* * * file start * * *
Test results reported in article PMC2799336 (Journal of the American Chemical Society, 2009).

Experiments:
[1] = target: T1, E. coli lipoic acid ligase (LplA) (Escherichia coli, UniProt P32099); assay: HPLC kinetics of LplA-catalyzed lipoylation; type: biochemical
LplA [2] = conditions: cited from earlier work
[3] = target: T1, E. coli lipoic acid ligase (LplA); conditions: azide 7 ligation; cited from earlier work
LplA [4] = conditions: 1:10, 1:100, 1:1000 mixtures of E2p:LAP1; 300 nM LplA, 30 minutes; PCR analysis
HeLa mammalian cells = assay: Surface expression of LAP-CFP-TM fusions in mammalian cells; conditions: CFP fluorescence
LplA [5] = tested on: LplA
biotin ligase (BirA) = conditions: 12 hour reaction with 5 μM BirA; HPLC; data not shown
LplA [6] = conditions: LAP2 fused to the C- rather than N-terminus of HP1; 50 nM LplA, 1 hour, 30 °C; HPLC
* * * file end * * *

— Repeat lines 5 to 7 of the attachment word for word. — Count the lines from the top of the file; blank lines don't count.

[3] = target: T1, E. coli lipoic acid ligase (LplA); conditions: azide 7 ligation; cited from earlier work
LplA [4] = conditions: 1:10, 1:100, 1:1000 mixtures of E2p:LAP1; 300 nM LplA, 30 minutes; PCR analysis
HeLa mammalian cells = assay: Surface expression of LAP-CFP-TM fusions in mammalian cells; conditions: CFP fluorescence